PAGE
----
So Europe withdrew, and formed a new regional body, the Countil of European National Youth Councils (CENYC). Yet along withe the membership they also took with them the considerable financial input which had been going to WAY.

WAY's financial problems were compounded also by rising criticism that the organisation was too much under the financial domination of the U.S.A., and the Manchester Assembly took a decision to move to end American financing of WAY. The last American money ended in March 1975.

As American support ceased, WAY was forced to fire a large number of its regional staff, and scale down its programmes of activities. Little effort seems to have been made by the administration controlling WAY in the post-1972 period to find alternative sources of finance, and to allow WAY to continue with a useful programme.

It was easy to find people willing to fund activities that centred on Family Planning, a large part of WAY's programme over the last three years centred around this acitvity, causing some disatisfaction.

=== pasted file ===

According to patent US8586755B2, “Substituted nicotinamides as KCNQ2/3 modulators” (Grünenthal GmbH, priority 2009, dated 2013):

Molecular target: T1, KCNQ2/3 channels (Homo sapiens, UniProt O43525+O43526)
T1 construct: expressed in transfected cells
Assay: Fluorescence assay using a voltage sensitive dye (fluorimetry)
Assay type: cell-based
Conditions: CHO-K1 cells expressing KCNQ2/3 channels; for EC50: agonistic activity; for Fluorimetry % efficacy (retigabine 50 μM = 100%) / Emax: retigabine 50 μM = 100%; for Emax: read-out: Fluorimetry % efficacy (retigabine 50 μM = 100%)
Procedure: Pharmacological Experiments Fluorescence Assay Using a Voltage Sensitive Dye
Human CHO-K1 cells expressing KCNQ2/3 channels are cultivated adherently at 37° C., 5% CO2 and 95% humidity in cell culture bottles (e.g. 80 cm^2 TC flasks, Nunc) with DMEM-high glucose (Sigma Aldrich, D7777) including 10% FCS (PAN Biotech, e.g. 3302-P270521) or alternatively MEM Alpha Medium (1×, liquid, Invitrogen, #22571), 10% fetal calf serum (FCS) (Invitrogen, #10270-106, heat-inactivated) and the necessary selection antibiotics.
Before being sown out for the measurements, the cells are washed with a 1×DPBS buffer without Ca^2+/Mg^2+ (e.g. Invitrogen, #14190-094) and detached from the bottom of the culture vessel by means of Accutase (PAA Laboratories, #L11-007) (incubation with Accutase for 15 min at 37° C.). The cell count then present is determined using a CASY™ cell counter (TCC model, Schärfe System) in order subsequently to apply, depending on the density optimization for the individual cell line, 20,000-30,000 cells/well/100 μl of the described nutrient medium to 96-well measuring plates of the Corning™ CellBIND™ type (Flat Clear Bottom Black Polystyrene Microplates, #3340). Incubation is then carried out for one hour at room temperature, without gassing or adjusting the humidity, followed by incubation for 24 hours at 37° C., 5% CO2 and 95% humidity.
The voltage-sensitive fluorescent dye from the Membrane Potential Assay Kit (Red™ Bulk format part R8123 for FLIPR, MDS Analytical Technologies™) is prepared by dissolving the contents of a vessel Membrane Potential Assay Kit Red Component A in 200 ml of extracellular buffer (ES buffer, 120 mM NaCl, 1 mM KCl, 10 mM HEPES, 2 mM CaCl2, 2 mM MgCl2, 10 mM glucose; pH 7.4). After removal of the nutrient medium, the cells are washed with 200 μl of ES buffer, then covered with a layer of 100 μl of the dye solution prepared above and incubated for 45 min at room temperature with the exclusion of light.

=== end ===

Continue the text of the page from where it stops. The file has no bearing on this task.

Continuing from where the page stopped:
In the face of this mounting financial crisis, it proved difficult to hold the General Assembly, originally planned for last August. The six month delay was mainly the result of inadequate funds to organise the meeting, and when it was finally held the tight budget had repercussions right throughout the meeting.

There was no money, for instance, to pay for an adequate translation service, and the delegates from Latin America complained bitterly they were often left out of discussions because they could not understand what was going on.

Practically every delegate present was unhappy about the organisation of the conference. Lack of finance also led to the conference being too short to adequately discuss the very important questions the New Zealand delegation wished to see high up on the agenda.'

Practical Details Forgotten

Too much of the conference was spent listening to prestigeous speakers instead of working on the more practical questions that should have had more time devoted to then). This was obvious to all the members of the New Zealand delegation.